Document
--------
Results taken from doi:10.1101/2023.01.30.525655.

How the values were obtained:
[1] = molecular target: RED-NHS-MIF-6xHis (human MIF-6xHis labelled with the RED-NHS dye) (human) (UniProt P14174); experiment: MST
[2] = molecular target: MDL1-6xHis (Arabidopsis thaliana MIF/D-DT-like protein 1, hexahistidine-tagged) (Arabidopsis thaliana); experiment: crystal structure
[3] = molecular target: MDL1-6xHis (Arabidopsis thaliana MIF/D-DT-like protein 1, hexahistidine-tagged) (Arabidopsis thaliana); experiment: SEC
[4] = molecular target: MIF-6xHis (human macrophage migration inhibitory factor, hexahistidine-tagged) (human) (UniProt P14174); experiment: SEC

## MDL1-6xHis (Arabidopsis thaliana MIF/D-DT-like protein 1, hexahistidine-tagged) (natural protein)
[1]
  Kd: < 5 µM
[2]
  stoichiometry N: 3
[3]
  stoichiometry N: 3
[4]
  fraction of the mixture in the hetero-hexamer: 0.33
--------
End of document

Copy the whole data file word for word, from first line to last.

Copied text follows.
Results taken from doi:10.1101/2023.01.30.525655.

How the values were obtained:
[1] = molecular target: RED-NHS-MIF-6xHis (human MIF-6xHis labelled with the RED-NHS dye) (human) (UniProt P14174); experiment: MST
[2] = molecular target: MDL1-6xHis (Arabidopsis thaliana MIF/D-DT-like protein 1, hexahistidine-tagged) (Arabidopsis thaliana); experiment: crystal structure
[3] = molecular target: MDL1-6xHis (Arabidopsis thaliana MIF/D-DT-like protein 1, hexahistidine-tagged) (Arabidopsis thaliana); experiment: SEC
[4] = molecular target: MIF-6xHis (human macrophage migration inhibitory factor, hexahistidine-tagged) (human) (UniProt P14174); experiment: SEC

## MDL1-6xHis (Arabidopsis thaliana MIF/D-DT-like protein 1, hexahistidine-tagged) (natural protein)
[1]
  Kd: < 5 µM
[2]
  stoichiometry N: 3
[3]
  stoichiometry N: 3
[4]
  fraction of the mixture in the hetero-hexamer: 0.33